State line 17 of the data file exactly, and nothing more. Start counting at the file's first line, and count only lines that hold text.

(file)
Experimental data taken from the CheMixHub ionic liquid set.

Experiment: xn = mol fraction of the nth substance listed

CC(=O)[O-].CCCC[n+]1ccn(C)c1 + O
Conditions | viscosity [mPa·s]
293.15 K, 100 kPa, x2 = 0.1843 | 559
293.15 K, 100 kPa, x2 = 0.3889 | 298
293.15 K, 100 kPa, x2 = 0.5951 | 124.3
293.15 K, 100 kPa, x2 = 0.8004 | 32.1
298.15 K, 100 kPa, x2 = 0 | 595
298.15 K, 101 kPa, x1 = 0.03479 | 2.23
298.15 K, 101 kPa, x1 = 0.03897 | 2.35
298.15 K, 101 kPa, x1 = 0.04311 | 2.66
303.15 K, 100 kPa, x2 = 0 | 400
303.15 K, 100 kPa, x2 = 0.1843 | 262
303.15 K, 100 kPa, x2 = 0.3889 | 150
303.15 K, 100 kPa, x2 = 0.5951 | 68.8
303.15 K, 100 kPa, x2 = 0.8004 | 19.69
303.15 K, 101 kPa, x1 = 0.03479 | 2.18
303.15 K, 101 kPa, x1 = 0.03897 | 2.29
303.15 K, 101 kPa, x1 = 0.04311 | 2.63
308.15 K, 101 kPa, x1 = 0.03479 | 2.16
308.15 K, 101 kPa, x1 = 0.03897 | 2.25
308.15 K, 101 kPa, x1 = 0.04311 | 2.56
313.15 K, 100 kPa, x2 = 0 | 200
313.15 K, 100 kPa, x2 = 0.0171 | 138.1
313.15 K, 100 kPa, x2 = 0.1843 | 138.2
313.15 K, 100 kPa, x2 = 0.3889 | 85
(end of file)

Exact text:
303.15 K, 100 kPa, x2 = 0.8004 | 19.69